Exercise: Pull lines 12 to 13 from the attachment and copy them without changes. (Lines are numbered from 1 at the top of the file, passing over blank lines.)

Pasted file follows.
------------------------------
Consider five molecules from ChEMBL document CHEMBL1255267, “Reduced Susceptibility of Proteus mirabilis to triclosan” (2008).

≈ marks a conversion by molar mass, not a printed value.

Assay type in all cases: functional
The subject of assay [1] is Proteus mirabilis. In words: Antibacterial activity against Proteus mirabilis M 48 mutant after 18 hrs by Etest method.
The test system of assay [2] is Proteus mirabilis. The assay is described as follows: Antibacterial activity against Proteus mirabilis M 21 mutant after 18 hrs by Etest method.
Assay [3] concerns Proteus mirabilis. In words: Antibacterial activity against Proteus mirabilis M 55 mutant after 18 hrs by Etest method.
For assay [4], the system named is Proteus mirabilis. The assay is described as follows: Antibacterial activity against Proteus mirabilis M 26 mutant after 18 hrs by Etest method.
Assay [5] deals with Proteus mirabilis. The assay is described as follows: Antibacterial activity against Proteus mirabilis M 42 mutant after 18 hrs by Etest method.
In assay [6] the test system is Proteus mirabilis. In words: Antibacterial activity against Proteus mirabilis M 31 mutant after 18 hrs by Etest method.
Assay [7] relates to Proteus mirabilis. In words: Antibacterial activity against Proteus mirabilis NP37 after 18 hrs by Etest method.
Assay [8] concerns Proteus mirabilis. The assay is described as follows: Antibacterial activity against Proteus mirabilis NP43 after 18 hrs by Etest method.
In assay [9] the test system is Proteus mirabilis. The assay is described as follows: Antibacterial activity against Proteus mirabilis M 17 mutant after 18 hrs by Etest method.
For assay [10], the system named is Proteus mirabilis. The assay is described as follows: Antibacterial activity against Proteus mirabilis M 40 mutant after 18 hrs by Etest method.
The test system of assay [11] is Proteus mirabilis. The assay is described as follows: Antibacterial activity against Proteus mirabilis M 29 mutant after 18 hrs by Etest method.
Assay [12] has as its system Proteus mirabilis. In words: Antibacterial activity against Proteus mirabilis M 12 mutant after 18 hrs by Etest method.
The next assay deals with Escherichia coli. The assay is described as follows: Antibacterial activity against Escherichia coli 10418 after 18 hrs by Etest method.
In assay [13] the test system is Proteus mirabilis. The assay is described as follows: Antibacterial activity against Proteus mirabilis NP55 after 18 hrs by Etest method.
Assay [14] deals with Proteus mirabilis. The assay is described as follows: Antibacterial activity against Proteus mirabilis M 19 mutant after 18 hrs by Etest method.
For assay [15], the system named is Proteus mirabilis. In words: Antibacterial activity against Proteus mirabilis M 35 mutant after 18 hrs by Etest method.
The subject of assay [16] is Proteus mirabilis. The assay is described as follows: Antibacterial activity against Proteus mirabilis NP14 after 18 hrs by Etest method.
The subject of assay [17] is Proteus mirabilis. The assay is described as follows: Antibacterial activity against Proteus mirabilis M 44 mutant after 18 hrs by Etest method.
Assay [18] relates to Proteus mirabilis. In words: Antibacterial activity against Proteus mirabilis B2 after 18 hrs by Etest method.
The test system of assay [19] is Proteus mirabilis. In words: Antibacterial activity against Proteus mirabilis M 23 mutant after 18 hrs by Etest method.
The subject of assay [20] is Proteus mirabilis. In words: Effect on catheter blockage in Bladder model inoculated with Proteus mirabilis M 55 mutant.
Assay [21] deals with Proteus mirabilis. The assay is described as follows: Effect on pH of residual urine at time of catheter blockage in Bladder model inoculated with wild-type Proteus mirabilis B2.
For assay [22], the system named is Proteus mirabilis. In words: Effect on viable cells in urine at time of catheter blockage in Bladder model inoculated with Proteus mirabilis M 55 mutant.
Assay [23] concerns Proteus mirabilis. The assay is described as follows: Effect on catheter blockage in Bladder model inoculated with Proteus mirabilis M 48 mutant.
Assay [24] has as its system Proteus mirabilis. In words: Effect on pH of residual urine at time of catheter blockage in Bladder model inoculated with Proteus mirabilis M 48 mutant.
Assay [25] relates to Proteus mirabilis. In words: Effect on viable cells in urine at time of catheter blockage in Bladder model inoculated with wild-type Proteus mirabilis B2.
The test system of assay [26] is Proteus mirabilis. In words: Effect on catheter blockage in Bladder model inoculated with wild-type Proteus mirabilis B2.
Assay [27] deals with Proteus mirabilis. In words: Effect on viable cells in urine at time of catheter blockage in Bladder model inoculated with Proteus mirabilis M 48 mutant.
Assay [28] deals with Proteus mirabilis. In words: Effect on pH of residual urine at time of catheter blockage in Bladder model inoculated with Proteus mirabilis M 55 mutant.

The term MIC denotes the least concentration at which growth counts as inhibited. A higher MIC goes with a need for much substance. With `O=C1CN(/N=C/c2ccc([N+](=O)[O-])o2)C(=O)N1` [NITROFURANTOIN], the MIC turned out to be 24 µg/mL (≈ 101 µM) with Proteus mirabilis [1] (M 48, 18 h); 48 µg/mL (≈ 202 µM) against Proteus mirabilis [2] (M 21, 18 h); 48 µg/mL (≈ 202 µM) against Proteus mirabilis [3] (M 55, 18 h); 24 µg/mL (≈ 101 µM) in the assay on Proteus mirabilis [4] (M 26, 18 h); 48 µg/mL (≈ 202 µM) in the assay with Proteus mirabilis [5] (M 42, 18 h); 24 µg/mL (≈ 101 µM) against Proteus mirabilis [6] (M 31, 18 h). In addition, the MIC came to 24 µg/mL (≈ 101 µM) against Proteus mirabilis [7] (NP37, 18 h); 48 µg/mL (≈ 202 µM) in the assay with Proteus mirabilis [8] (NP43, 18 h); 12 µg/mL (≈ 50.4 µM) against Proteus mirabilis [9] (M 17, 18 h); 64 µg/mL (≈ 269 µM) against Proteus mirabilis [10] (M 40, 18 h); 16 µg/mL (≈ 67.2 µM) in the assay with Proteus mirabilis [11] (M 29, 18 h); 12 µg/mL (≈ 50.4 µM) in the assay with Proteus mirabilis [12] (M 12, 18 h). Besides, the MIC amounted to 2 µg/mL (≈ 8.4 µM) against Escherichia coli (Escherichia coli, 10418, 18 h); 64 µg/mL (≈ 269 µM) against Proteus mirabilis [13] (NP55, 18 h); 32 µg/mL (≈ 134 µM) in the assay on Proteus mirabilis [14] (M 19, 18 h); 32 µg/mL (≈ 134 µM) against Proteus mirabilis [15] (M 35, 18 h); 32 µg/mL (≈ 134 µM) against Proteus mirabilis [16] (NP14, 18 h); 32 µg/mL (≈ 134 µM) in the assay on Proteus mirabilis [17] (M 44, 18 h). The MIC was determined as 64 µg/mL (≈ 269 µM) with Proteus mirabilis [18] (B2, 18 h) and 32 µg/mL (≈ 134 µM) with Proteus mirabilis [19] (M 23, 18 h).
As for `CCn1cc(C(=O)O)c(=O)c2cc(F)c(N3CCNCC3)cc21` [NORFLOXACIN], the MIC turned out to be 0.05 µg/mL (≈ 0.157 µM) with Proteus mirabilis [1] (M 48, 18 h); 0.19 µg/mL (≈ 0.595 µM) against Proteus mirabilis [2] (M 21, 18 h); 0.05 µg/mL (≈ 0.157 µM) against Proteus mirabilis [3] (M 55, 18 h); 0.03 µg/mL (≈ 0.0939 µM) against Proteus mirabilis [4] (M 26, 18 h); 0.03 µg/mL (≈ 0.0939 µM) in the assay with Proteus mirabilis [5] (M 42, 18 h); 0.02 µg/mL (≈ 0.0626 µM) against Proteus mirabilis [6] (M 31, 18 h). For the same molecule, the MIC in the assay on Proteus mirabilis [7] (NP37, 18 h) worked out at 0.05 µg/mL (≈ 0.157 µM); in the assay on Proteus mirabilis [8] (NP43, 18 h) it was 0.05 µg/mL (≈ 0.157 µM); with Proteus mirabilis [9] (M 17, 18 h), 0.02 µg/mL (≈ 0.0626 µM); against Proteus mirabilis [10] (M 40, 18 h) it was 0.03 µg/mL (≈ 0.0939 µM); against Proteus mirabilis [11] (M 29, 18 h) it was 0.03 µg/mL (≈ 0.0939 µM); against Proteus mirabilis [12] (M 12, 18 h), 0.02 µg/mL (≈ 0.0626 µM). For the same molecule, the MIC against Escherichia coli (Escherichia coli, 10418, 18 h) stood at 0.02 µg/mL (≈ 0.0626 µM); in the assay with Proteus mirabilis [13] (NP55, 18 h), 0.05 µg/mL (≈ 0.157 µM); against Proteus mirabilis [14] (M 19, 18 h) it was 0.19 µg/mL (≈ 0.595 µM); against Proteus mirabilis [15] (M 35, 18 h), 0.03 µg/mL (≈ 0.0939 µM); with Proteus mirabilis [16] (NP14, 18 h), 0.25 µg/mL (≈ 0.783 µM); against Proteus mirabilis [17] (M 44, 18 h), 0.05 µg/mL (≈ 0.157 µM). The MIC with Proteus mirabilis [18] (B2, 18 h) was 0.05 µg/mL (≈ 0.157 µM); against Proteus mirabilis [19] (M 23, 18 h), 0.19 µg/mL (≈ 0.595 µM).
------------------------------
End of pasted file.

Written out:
In assay [9] the test system is Proteus mirabilis. The assay is described as follows: Antibacterial activity against Proteus mirabilis M 17 mutant after 18 hrs by Etest method.
For assay [10], the system named is Proteus mirabilis. The assay is described as follows: Antibacterial activity against Proteus mirabilis M 40 mutant after 18 hrs by Etest method.